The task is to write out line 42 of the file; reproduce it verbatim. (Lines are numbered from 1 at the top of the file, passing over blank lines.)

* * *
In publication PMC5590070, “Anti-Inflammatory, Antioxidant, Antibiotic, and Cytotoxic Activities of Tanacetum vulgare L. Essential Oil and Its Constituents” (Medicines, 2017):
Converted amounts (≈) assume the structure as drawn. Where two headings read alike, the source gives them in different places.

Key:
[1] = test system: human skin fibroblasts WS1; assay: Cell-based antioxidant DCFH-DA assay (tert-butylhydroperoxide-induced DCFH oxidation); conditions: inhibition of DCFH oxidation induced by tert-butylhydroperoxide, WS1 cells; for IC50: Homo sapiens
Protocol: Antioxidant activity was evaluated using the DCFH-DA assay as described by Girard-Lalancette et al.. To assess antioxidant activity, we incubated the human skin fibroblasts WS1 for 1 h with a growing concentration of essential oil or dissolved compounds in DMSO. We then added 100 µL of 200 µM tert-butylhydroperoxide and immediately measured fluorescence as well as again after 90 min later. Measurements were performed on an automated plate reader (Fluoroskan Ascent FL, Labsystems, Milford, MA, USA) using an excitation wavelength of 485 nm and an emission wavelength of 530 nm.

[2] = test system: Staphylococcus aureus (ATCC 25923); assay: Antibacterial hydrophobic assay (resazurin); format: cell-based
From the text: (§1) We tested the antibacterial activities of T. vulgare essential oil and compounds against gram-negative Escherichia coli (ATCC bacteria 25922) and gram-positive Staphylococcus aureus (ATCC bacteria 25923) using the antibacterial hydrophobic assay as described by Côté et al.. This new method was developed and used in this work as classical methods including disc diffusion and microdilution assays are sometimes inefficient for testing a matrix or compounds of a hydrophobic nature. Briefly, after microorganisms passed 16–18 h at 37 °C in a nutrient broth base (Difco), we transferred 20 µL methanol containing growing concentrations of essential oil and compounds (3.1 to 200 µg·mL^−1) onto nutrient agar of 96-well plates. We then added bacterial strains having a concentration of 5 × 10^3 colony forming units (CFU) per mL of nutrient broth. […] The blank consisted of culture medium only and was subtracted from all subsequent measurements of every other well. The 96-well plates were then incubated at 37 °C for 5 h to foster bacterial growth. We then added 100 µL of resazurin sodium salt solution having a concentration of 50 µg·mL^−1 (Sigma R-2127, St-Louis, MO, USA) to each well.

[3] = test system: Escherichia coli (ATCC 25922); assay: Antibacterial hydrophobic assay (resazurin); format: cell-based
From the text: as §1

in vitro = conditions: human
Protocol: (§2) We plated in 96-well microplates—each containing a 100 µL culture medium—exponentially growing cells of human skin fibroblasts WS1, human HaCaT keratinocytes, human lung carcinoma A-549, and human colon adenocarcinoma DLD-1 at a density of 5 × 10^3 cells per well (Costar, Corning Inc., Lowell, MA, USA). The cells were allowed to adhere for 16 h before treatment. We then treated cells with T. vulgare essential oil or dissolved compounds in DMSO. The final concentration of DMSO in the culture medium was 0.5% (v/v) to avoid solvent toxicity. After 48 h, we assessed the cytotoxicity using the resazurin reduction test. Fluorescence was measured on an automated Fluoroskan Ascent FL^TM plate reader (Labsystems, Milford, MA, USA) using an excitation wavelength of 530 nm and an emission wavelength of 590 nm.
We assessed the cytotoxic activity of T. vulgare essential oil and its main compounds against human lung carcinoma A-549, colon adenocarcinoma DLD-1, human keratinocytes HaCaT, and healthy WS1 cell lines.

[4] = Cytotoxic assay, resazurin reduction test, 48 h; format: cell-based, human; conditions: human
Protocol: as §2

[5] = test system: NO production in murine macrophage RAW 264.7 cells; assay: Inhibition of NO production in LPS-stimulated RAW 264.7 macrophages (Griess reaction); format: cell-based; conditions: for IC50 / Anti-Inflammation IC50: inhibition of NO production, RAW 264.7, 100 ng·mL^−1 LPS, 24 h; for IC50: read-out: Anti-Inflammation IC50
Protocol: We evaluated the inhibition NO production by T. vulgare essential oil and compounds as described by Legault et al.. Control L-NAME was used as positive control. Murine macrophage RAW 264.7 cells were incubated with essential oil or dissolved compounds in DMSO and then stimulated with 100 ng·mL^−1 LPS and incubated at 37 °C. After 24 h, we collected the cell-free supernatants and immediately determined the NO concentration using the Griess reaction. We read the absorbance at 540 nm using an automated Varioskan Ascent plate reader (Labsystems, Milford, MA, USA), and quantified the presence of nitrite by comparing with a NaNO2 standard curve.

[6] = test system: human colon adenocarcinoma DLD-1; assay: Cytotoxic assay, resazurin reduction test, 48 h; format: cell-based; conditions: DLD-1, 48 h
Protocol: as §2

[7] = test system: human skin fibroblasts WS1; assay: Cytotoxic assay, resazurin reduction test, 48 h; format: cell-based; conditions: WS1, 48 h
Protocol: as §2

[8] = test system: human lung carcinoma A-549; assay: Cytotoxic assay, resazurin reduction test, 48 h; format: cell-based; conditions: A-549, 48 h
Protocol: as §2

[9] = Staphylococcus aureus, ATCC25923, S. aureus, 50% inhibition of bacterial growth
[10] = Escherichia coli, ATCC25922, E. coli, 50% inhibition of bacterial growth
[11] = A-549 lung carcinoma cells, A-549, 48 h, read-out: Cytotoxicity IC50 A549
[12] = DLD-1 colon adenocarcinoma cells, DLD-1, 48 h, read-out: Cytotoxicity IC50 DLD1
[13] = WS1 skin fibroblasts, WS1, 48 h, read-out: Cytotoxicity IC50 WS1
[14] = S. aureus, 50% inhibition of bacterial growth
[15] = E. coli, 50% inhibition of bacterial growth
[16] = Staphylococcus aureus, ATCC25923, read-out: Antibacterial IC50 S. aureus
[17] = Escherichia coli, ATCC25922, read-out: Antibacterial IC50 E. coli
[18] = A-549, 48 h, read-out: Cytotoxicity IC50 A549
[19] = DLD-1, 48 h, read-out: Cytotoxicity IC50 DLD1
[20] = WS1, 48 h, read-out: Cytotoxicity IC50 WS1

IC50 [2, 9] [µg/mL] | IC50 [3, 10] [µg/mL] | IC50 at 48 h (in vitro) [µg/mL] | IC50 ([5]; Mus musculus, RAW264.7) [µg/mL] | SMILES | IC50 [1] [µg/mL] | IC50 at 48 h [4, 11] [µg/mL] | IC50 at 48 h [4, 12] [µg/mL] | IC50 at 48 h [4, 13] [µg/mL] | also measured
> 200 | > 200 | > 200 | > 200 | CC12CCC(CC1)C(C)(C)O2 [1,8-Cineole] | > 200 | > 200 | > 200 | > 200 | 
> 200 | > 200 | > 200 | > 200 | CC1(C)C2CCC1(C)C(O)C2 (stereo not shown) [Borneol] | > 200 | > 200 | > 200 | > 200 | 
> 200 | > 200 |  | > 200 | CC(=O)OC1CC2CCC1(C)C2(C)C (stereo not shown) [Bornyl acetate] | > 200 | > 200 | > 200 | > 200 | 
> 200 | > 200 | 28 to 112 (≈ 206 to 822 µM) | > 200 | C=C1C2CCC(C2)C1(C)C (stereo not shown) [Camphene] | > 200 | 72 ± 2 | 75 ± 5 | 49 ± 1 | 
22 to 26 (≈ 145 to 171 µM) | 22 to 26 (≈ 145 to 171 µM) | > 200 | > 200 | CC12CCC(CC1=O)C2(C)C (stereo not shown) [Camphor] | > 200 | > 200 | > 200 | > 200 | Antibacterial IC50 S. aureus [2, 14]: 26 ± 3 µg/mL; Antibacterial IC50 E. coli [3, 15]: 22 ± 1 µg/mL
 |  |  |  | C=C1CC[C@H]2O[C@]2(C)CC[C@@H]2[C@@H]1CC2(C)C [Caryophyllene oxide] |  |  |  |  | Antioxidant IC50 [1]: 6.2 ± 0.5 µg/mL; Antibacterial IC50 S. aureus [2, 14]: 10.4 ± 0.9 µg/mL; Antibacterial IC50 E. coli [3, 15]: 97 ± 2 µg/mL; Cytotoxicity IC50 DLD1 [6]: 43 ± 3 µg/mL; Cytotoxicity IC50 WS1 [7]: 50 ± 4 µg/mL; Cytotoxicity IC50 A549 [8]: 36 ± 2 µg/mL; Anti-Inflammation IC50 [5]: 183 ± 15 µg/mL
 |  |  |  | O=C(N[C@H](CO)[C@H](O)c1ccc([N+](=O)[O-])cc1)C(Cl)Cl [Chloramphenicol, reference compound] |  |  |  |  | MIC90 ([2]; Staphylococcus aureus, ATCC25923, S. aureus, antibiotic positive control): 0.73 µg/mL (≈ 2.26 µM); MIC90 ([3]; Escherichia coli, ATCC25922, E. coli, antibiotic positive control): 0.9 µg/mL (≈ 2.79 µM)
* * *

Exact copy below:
 |  |  |  | O=C(N[C@H](CO)[C@H](O)c1ccc([N+](=O)[O-])cc1)C(Cl)Cl [Chloramphenicol, reference compound] |  |  |  |  | MIC90 ([2]; Staphylococcus aureus, ATCC25923, S. aureus, antibiotic positive control): 0.73 µg/mL (≈ 2.26 µM); MIC90 ([3]; Escherichia coli, ATCC25922, E. coli, antibiotic positive control): 0.9 µg/mL (≈ 2.79 µM)